Generating Trust - 28 October 2014
The problem with a concept like ‘trust’ is that it’s such a soft and fluffy term, a term that very quickly raises eyebrows among the more cynical of leaders. After all, how can something all about vulnerability have any respectable impact on the bottom line?! Well, a new study published in the Journal of Applied Psychology should silence some of the critics.
The researchers discovered that something known as shared leadership has a positive impact on trust, which in turn has a positive impact on performance. The researchers themselves were surprised at the strength of the connection. What they found was that shared leadership encourages people to interact more frequently with each other. This elevated interaction builds trust. And that trust boosts performance.
So what does shared leadership mean? Essentially, it represents the notion that, within a team, there’ll be times when employees are leaders and there’ll be times when they’re followers. Whether they’re a leader or a follower depends on their talents, the task, the situation, the project, and a host of other factors. It can change day by day, week by week.
This poses a challenge to you since you’re the one with ‘leader’ or ‘manager’ in their job title or job description. And it’s a challenge because the whole point of shared leadership is that you’re supposed to relinquish some of your leadership responsibilities. In other words, you’re required to let go of duties you’ve worked so hard to earn.
If you can get over the outdated notion that the formal leader is the only one who can do leadership stuff, here are four ‘shared leadership’ roles you can create within your team:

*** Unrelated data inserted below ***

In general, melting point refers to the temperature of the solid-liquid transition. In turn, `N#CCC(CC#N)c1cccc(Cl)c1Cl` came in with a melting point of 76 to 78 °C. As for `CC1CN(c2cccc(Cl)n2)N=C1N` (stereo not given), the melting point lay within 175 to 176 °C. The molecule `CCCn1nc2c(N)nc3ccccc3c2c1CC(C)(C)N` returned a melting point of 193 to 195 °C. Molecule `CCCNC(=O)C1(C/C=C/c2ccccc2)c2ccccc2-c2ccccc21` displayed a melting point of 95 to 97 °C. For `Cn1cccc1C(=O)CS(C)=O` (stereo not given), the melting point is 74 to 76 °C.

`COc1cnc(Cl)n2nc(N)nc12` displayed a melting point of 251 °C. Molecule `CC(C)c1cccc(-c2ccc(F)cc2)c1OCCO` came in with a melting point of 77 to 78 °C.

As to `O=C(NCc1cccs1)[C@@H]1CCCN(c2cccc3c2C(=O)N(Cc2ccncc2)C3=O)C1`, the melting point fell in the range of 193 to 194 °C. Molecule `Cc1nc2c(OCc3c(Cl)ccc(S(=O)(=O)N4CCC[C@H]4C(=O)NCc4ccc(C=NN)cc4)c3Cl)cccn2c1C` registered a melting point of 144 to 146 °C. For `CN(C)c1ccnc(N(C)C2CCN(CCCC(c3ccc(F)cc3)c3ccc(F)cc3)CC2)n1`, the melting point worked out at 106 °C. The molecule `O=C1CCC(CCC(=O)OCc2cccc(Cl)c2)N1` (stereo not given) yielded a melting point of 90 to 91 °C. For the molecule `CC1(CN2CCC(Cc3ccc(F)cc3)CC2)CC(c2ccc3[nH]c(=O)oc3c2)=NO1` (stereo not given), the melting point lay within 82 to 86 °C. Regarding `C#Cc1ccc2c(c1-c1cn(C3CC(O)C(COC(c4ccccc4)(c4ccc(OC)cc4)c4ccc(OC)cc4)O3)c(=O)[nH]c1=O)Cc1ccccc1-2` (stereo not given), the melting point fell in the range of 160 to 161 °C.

Information providers: These are the people you empower to acquire, evaluate and distribute relevant information to other members of the team.
Problem solvers: These are the employees tasked with identifying needs, setting goals, formulating plans, clarifying expectations and communicating them to the team.
Personnel managers: These are the staff members who are skilled enough to develop, coach, mentor and motivate their colleagues.
Resource coordinators: These are the people who obtain, allocate, maintain, and monitor whatever resources the team needs to get the job done.
So here’s what all this means for you. Shared leadership isn’t about delegating any old thing you don’t want to do. What it means is that you pass on genuine leadership tasks. Sure, you can still hang on to a large degree of authority and influence but, by at least giving away some of your more substantial duties, you’ll get back something far more valuable: trust – and evidently better performance.
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